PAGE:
Molecular & Cellular Virology
Jean Dubuisson graduated as a Doctor in Veterinary Medicine in 1984 from the University of Liège in Belgium, and he received his PhD degree in 1989 from the same university. Between 1985 and 1991, he studied viral pathogenesis of bovine herpesviruses.
He did a post-doc between 1991 and 1994 at Washington University School of Medicine in St. Louis, Missouri, USA, working on Sindbis virus, yellow fever virus and hepatitis C virus. In 1994, he obtained a tenure position at CNRS and he started to develop his own group in France, at the Institut Pasteur de Lille. Since 1993, Jean Dubuisson has been working on hepatitis C virus.
He has been a pioneer in studying hepatitis C virus entry and morphogenesis. Since 2014, his group is also developing research projects on coronaviruses and hepatitis E virus. In 2003, he received the Silver Medal Award from the CNRS and between 2005 and 2010, he was an HHMI (Howard Hughes Medical Institute) International Research Scholar.
The MCV team is dedicated to the study of positive-strand RNA viruses. The main objectives are to better understand how these viruses interact with their host at the cellular and molecular level and to identify new antiviral targets. The viral models are hepatitis C virus (HCV), hepatitis E virus (HEV) and coronaviruses. For more than 20 years, the team has been studying the HCV life cycle and it has contributed to the field by characterizing the biogenesis of HCV glycoproteins as well as their functions in virus entry and assembly. Members of the team have also characterized host factors involved in different steps of the viral life cycle. They have also contributed to the characterization of HCV entry with the help of new antiviral molecules identified in the laboratory. Although major progress have been achieved since the development of a cell culture system for HCV in 2005, many gaps remain in our understanding of the HCV life cycle. The team therefore continues to study this virus and more particularly its interaction with the lipid metabolism.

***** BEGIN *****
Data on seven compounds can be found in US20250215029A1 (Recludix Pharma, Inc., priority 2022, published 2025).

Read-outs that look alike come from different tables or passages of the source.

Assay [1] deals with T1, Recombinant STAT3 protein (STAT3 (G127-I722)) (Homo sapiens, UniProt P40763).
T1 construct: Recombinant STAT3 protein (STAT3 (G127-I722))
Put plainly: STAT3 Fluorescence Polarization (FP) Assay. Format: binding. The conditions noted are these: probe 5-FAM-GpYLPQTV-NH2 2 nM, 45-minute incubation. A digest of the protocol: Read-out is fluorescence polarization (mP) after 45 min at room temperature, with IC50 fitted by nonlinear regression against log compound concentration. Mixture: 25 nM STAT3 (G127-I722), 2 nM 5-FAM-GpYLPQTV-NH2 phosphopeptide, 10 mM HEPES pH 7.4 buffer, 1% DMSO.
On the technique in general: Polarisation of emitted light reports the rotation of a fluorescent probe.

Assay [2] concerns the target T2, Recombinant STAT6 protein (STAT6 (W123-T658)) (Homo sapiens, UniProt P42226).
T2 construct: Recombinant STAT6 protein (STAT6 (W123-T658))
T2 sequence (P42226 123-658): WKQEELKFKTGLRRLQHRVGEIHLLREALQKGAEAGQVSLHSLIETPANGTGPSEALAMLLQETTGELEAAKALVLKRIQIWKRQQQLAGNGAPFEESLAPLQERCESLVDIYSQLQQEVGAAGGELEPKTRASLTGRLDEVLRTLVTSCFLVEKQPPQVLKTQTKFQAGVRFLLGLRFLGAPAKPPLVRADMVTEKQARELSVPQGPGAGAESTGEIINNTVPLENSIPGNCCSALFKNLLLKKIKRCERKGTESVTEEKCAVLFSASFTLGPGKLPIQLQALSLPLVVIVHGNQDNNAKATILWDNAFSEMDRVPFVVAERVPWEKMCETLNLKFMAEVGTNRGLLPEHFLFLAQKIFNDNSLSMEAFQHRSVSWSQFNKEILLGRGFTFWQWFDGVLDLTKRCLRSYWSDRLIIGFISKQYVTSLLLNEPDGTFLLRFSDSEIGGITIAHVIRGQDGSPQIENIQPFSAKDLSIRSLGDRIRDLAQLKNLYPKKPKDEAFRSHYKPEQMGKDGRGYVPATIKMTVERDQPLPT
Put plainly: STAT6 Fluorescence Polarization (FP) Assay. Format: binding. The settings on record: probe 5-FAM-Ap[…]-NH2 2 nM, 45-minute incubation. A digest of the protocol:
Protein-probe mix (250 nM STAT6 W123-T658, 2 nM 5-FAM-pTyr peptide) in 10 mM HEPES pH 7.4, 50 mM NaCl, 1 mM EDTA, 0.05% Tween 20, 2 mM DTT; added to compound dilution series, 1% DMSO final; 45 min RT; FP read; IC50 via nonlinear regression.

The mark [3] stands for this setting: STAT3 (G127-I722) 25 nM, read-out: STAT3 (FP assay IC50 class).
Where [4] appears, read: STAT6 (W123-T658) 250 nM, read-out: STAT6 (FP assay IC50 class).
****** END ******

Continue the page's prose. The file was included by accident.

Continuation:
In 2013, members of the team have also decided to initiate a new project on the Middle East Respiratory Syndrome coronavirus (MERS-CoV). This emerging virus is life threatening and there is currently no specific antiviral available to treat infected patients. The current objective is therefore to identify and characterize host factors involved in the life cycle of this virus and identify novel antiviral targets. From a more fundamental point of view, the team is more interested to better understand the molecular mechanisms leading to virus assembly.
More recently, due to the accumulation of tools to study HCV, members of the team have also initiated a project on HEV, another hepatotropic virus, and they are also interested to identify and characterize host factors involved in the life cycle of this virus.